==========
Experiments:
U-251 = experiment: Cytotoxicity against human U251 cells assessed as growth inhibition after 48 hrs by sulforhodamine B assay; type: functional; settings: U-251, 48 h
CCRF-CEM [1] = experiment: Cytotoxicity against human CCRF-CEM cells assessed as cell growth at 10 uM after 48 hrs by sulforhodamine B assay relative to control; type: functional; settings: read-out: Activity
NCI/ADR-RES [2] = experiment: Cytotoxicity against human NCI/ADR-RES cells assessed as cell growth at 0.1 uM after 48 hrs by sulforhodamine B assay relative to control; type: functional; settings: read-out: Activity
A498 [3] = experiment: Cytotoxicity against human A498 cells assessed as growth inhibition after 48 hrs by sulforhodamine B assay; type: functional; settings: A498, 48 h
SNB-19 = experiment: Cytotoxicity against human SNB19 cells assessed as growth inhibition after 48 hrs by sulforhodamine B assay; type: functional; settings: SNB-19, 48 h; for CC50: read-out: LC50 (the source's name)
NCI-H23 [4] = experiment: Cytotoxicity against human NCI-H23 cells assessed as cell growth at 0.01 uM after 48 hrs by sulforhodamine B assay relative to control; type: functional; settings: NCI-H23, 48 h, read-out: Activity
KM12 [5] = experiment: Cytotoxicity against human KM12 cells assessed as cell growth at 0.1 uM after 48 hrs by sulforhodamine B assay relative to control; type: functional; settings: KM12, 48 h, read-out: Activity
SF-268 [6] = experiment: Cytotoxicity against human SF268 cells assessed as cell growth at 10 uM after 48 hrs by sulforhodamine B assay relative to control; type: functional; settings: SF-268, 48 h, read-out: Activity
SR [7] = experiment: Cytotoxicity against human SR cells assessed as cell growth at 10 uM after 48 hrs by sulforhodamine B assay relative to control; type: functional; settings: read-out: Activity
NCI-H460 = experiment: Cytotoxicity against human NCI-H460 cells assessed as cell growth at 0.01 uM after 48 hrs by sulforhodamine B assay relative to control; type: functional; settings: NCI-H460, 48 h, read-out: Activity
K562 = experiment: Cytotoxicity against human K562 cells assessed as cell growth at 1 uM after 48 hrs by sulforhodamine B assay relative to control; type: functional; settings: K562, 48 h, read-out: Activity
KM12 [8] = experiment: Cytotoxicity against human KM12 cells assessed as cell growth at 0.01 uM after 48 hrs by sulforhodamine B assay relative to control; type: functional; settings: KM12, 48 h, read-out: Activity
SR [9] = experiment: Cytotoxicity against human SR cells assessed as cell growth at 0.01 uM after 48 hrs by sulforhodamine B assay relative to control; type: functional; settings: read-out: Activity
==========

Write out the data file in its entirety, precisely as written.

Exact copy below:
Experiments:
U-251 = experiment: Cytotoxicity against human U251 cells assessed as growth inhibition after 48 hrs by sulforhodamine B assay; type: functional; settings: U-251, 48 h
CCRF-CEM [1] = experiment: Cytotoxicity against human CCRF-CEM cells assessed as cell growth at 10 uM after 48 hrs by sulforhodamine B assay relative to control; type: functional; settings: read-out: Activity
NCI/ADR-RES [2] = experiment: Cytotoxicity against human NCI/ADR-RES cells assessed as cell growth at 0.1 uM after 48 hrs by sulforhodamine B assay relative to control; type: functional; settings: read-out: Activity
A498 [3] = experiment: Cytotoxicity against human A498 cells assessed as growth inhibition after 48 hrs by sulforhodamine B assay; type: functional; settings: A498, 48 h
SNB-19 = experiment: Cytotoxicity against human SNB19 cells assessed as growth inhibition after 48 hrs by sulforhodamine B assay; type: functional; settings: SNB-19, 48 h; for CC50: read-out: LC50 (the source's name)
NCI-H23 [4] = experiment: Cytotoxicity against human NCI-H23 cells assessed as cell growth at 0.01 uM after 48 hrs by sulforhodamine B assay relative to control; type: functional; settings: NCI-H23, 48 h, read-out: Activity
KM12 [5] = experiment: Cytotoxicity against human KM12 cells assessed as cell growth at 0.1 uM after 48 hrs by sulforhodamine B assay relative to control; type: functional; settings: KM12, 48 h, read-out: Activity
SF-268 [6] = experiment: Cytotoxicity against human SF268 cells assessed as cell growth at 10 uM after 48 hrs by sulforhodamine B assay relative to control; type: functional; settings: SF-268, 48 h, read-out: Activity
SR [7] = experiment: Cytotoxicity against human SR cells assessed as cell growth at 10 uM after 48 hrs by sulforhodamine B assay relative to control; type: functional; settings: read-out: Activity
NCI-H460 = experiment: Cytotoxicity against human NCI-H460 cells assessed as cell growth at 0.01 uM after 48 hrs by sulforhodamine B assay relative to control; type: functional; settings: NCI-H460, 48 h, read-out: Activity
K562 = experiment: Cytotoxicity against human K562 cells assessed as cell growth at 1 uM after 48 hrs by sulforhodamine B assay relative to control; type: functional; settings: K562, 48 h, read-out: Activity
KM12 [8] = experiment: Cytotoxicity against human KM12 cells assessed as cell growth at 0.01 uM after 48 hrs by sulforhodamine B assay relative to control; type: functional; settings: KM12, 48 h, read-out: Activity
SR [9] = experiment: Cytotoxicity against human SR cells assessed as cell growth at 0.01 uM after 48 hrs by sulforhodamine B assay relative to control; type: functional; settings: read-out: Activity